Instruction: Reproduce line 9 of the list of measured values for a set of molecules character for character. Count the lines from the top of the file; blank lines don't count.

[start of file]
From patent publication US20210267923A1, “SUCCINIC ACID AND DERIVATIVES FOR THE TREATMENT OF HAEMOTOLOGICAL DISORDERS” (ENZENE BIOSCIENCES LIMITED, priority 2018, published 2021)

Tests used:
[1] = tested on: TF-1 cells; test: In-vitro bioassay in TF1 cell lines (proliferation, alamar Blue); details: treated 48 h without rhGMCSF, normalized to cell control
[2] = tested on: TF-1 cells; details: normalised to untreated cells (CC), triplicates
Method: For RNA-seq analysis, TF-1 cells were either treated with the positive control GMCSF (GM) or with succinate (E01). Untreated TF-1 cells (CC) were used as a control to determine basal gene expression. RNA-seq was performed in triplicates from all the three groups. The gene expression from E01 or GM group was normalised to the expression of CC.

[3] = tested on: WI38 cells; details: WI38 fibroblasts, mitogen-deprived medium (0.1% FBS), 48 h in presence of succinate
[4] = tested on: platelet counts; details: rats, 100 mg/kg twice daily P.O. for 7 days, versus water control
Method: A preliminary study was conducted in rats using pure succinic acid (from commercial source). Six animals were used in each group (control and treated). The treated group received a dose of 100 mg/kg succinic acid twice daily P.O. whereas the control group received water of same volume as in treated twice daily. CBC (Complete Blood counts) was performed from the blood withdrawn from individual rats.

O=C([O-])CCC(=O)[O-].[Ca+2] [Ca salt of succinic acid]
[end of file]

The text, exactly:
O=C([O-])CCC(=O)[O-].[Ca+2] [Ca salt of succinic acid]